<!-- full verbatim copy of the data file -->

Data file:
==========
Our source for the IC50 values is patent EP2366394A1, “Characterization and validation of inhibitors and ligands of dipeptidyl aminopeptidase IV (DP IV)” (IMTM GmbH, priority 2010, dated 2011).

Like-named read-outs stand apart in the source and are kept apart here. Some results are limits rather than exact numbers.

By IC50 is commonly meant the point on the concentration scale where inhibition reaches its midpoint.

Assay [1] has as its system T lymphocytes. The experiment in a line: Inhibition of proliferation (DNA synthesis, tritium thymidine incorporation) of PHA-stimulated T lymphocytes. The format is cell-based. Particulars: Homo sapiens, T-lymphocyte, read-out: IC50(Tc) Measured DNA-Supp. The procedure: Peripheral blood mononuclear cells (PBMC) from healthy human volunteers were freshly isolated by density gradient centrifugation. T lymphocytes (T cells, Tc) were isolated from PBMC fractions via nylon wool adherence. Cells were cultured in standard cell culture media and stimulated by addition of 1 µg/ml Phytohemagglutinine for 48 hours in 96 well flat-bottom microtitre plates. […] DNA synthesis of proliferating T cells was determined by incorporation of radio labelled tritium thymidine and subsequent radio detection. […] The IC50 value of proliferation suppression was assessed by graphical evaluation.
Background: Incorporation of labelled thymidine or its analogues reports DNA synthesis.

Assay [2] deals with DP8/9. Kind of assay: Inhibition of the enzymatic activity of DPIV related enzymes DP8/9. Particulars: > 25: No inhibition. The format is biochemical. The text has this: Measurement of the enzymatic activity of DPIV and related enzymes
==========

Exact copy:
Our source for the IC50 values is patent EP2366394A1, “Characterization and validation of inhibitors and ligands of dipeptidyl aminopeptidase IV (DP IV)” (IMTM GmbH, priority 2010, dated 2011).

Like-named read-outs stand apart in the source and are kept apart here. Some results are limits rather than exact numbers.

By IC50 is commonly meant the point on the concentration scale where inhibition reaches its midpoint.

Assay [1] has as its system T lymphocytes. The experiment in a line: Inhibition of proliferation (DNA synthesis, tritium thymidine incorporation) of PHA-stimulated T lymphocytes. The format is cell-based. Particulars: Homo sapiens, T-lymphocyte, read-out: IC50(Tc) Measured DNA-Supp. The procedure: Peripheral blood mononuclear cells (PBMC) from healthy human volunteers were freshly isolated by density gradient centrifugation. T lymphocytes (T cells, Tc) were isolated from PBMC fractions via nylon wool adherence. Cells were cultured in standard cell culture media and stimulated by addition of 1 µg/ml Phytohemagglutinine for 48 hours in 96 well flat-bottom microtitre plates. […] DNA synthesis of proliferating T cells was determined by incorporation of radio labelled tritium thymidine and subsequent radio detection. […] The IC50 value of proliferation suppression was assessed by graphical evaluation.
Background: Incorporation of labelled thymidine or its analogues reports DNA synthesis.

Assay [2] deals with DP8/9. Kind of assay: Inhibition of the enzymatic activity of DPIV related enzymes DP8/9. Particulars: > 25: No inhibition. The format is biochemical. The text has this: Measurement of the enzymatic activity of DPIV and related enzymes